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John Balagna grew up on a farm.
It wasn’t exactly a favorable experience.
“I grew up on the farm and left the farm because I hated it,” he said.
So he turned to another pursuit — working as a chemist at Los Alamos National Laboratory.
Though he had turned away from the scene of his childhood, an interest in working with the land had taken root and in 1970, it began to sprout.
He bought land in San Ysidro, which is on the highway going toward Farmington.
Then in 1972, Balagna planted a vineyard.
The venture wasn’t exactly a wild success.
“I grew up on a farm but I’m sure no farmer,” Balagna said.
Nonetheless, the experience didn’t kill his interest. It blossomed with clumps of grapes.
Balagna retired from the laboratory in 1986; which was also the first year he commercially produced wine. The business was called Balagna Winery and San Ysidro Vineyards.
“When I got ready to retire, I didn’t want to just sit on my fanny the rest of my life,” Balagna said.
He also made wine at home. It was a skill he learned from his Italian grandfather who came to the United States as an indentured servant.
“I really learned to work with wine from him,” Balagna said.
In the 1980s, there seemed to be a real flowering of interest in producing wines and in small vineyards in New Mexico. Through a wine-tasting group, Balagna got to know others who shared an interest in wine. His wife shares his taste for it.
Those were the “coals I was walking on that caused me to want to do this,” he said.
Since growing his own grapes didn’t pan out, Balagna ended up buying grapes from a vineyard in Deming, owned by Paolo D’Andrea. Balagna said he bought from D’Andrea “because he had the best grapes in New Mexico.”
The business grew slowly.
Balagna started making between 600-800 cases and ended up producing 12,000 cases of wine before the business closed in 2004.
Balagna built a tasting room as well as a wine production facility on his home’s site in Pajarito Acres. He had a second tasting room in San Ysidro.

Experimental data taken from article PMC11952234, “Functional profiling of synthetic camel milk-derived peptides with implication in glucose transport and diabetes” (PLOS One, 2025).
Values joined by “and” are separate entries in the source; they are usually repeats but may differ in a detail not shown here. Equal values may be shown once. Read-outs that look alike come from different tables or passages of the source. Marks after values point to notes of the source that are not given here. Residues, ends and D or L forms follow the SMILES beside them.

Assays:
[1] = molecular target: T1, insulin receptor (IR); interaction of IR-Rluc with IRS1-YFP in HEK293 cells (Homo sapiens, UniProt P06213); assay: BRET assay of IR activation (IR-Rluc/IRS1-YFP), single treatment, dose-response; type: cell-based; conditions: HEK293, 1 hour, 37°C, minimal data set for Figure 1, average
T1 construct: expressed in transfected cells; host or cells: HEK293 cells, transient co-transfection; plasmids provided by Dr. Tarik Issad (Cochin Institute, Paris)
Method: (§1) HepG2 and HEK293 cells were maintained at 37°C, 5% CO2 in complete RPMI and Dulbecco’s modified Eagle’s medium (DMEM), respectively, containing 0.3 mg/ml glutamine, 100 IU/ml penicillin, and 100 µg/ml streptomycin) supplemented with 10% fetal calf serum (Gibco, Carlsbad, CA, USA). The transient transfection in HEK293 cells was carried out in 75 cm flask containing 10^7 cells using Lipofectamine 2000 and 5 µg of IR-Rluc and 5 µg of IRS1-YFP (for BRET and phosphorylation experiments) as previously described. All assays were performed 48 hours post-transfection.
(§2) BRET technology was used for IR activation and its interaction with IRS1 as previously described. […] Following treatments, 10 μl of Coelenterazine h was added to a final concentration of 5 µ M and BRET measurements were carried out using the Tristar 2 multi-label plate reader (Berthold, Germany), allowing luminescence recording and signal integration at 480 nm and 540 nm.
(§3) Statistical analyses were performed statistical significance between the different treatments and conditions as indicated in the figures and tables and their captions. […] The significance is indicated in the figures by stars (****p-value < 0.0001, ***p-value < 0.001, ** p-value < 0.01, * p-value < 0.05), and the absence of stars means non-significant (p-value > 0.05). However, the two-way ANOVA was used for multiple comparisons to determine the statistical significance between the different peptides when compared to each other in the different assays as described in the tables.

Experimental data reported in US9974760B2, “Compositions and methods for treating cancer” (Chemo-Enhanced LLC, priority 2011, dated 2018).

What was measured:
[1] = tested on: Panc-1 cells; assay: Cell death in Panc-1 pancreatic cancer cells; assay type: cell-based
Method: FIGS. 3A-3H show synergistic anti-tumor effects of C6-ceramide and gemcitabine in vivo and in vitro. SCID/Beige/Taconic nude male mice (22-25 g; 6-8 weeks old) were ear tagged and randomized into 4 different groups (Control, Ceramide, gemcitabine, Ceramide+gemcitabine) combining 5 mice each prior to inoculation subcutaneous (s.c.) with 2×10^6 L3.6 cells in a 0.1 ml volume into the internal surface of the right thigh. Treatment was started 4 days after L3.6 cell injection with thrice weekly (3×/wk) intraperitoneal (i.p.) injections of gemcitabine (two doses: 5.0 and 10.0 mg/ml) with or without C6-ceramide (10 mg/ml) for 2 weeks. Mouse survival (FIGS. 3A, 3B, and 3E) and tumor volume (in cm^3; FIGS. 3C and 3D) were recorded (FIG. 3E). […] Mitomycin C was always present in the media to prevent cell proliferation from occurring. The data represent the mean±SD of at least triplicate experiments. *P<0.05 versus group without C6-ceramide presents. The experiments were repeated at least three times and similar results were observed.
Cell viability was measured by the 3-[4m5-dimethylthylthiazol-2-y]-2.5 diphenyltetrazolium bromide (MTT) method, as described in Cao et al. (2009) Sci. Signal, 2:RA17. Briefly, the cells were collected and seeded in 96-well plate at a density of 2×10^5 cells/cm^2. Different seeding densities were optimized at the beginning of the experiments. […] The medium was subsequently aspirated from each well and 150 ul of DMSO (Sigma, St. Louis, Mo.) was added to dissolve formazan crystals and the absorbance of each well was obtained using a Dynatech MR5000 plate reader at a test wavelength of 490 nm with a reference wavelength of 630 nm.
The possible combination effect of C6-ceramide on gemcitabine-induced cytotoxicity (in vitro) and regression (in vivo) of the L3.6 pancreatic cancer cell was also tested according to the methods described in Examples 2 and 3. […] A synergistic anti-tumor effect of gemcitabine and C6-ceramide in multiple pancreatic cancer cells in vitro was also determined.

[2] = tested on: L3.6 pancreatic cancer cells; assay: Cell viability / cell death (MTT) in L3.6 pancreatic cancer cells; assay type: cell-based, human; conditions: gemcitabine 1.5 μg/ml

His customers came from all over the world — some in town to visit the lab or Bandelier National Monument. He also attended several wine festivals in the state and sold to stores in Taos, Santa Fe and Albuquerque as well as Smith’s Food and Drug Centers in White Rock and Los Alamos.
He produced a whole range of wines: among them chardonnay, cabernet, pinot noir and zinfandel.
Zinfandel is his favorite.
“It’s a robust wine,” Balagna said. “But has many nuisances in flavor, especially a well-aged one.”
New Mexico may not be one of the better-known areas for producing wine but it has several advantages.
“The growing season is great because of the sunshine,” Balagna said. “So you get very high sugars in the grapes and that translates to pretty high alcohol in the wine and also good flavors. New Mexico wines are quite fruity and you usually have to add acid because they are usually not acidic enough.”
Olivia DeCamp, New Mexico Wine Growers Association executive director, said the state’s wine industry is ripe for success. The association, which has 37 members, is still growing, she said.
She credits positive press and awareness for the association’s success.
And with local wineries entering competitions with international vineyards, “people want to give it try,” she said.
New Mexico wineries have been successful in competition. In 2007, St. Clair from Deming earned “Best Red” from the San Francisco Chronicle.
The New Mexico Wine Grower’s Association started in 1991. According to its Web site, New Mexico is the oldest wine-producing region in the country.
The first grapevines were brought in 1629 to Senecu, a Piro Indian pueblo south of Socorro, by Fray Gracia de Zuniga, a Franciscan, and Antonio de Arteaga, a Capuchin monk. San Antonio de Padua Mission, at Senecu, was located on the east bank of the Rio Grande, slightly north of the present small village of San Antonio.
By 1800 New Mexico was wine country.
By this time, a strip along the Rio Grande extending roughly from Bernalillo to Socorro and from the vicinity of Mesilla to El Paso had well-established vineyards.
By 1812, raids by nomadic Indians were having such a dramatic effect on trade that wine was the only revenue-producing product.
Annual production from New Mexico wineries was estimated at 1,600 gallons.
Early on, however, the Rio Grande and the weather were adversaries to early vineyards and wine production fell from a million gallons a year to a mere 1,684 gallons in 1910.
The wine industry experienced a rebirth in 1978, just around the time Balagna got involved in the business.
Farming may not have in the cards, but Balagna said he enjoyed the process of producing wine.
Stepping into the cellar of his former tasting room, the fruits of his labor are still visible in the plastic blue barrels and boxes of wine bottles.
He said when a person retires their first question is “what am I going to do?” Seeing Balagna show off his wine production, it seems he found the right answer.
Kirsten Laskey can be reached at email@example.com